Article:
Olly: I liked Tucci’s Amadeus barnet and zero-to-100mph Nixonesque mouth-only rictus grin. But, like many of the roles, his Caesar only contributed to the on-screen clutter, which is why the film was long yet still felt rushed. Donald Sutherland could have used more screen time as President Snow. He didn’t get enough time to be genuinely evil: he never got past being a dark inversion of Santa Claus.
Julio: I’m beginning to like this film after that comment regarding Tucci’s ‘Nixonesque grin’. Elizabeth Banks unfortunately fizzled away in the film. Why did they put that white powder make up all over her gorgeous face? What a waste ! But the worst facial hair award, since Ben Stiller’s Tony Wonder from Arrested Development, has to be Wes Bentley’s character Seneca Crane. It may start a trend. It probably has its own Facebook page.
Olly: I think Tom Hulce from Amadeus may be considering legal action re that mop chop, too. (And Danny John-Jules from Red Dwarf, for that matter). Elizabeth Banks’s Effie was yet another character completely unneeded by the screenplay. There were so many redundant characters to introduce and explain: at least four ”Henchmen” (Effie, Caesar, Seneca and Claudius); three “home is where the heart is” characters (Gale, Primrose, Mother); two Ben Kenobis (Haymitch and Cinna) and about five Darth Maul stormtroopers (Cato, Thresh, Clove, Foxface and Glimmer). I still think it was a good film, but boy they could have sent the screenplay on a fitness regime.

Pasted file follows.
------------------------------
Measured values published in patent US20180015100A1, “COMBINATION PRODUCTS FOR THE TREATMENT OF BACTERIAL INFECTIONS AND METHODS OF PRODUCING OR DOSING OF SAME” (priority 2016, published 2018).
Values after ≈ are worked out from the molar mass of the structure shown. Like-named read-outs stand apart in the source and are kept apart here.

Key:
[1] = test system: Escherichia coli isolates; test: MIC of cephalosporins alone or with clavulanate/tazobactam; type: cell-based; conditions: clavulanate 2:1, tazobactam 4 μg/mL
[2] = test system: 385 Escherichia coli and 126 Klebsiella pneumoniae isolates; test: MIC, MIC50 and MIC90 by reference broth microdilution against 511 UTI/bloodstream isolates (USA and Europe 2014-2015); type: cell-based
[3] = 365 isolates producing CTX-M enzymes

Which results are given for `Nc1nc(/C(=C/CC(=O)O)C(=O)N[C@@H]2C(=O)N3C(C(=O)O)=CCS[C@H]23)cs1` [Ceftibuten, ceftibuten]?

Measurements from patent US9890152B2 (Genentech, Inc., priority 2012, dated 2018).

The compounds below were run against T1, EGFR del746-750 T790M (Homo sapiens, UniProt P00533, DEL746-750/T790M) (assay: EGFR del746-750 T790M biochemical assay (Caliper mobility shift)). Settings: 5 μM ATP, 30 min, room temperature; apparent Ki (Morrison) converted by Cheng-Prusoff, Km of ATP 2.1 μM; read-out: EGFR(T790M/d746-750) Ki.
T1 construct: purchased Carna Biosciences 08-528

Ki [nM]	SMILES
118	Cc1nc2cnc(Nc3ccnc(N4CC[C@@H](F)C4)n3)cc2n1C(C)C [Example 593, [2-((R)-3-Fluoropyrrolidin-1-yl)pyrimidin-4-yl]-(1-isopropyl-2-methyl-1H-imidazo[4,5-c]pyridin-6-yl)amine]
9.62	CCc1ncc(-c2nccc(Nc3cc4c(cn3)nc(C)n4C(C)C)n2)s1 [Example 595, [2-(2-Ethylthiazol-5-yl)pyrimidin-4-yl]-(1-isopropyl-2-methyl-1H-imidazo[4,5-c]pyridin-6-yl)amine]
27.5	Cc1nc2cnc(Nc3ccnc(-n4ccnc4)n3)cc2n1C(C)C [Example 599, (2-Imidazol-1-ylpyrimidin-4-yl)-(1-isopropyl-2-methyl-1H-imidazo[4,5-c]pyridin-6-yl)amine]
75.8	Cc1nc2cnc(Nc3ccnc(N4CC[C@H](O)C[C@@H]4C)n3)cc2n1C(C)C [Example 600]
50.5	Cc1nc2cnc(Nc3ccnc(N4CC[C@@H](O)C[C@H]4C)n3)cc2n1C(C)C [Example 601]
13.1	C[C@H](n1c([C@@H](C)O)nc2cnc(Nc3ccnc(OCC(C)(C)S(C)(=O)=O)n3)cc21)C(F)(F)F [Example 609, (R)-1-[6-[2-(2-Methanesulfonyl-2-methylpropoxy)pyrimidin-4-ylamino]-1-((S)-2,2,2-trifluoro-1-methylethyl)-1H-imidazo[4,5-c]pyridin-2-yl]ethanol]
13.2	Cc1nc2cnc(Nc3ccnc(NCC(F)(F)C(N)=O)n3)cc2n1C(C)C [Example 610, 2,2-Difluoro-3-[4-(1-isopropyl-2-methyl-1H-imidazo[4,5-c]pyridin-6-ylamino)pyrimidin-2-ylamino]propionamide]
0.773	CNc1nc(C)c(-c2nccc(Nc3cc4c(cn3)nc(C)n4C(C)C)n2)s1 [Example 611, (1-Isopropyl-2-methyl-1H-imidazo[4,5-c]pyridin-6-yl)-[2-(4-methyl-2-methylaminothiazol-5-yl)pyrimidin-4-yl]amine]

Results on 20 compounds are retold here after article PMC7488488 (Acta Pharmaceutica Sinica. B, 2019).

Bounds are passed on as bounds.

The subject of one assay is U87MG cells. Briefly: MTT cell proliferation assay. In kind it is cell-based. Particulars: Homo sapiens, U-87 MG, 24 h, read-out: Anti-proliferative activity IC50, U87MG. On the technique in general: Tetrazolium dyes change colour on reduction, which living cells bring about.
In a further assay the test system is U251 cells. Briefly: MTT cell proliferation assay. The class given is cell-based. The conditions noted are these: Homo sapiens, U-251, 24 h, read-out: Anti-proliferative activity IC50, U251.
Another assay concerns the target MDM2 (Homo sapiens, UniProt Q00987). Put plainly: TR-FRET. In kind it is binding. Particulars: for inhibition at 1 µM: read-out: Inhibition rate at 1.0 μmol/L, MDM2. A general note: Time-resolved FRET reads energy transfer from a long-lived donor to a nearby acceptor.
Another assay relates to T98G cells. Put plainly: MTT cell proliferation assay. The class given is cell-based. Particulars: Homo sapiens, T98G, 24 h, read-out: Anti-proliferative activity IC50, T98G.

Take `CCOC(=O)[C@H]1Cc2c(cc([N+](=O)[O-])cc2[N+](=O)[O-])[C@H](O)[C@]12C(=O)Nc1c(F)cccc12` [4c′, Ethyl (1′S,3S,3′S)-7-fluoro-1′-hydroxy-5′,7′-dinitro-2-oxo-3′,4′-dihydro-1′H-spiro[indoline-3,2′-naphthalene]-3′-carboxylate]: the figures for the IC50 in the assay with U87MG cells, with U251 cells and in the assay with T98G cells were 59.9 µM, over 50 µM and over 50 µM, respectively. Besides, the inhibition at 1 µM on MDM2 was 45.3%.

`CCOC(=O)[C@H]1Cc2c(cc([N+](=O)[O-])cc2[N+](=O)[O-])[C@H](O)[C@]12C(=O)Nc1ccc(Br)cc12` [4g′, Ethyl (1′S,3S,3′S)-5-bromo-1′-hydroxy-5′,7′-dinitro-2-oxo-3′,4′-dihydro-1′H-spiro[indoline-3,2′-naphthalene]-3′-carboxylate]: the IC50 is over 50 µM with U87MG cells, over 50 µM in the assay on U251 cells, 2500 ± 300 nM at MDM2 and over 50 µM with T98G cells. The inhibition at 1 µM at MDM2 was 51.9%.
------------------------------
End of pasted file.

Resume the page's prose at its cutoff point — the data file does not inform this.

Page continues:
So let’s wrap this up, Julio: The critics have so far loved it; you and I have been a bit more equivocal: how is it going to go down with the punters?
Julio: I can’t see this failing at the box office. Jennifer Lawrence owns this first instalment. A bona fide heroine for the 20 teens. But outside of the teen demographic its going to be a tougher sell. Olly its been a pleasure.
Olly: With you all the way on that one, Julio!
The Hunger Games is out in cinemas 23rd March.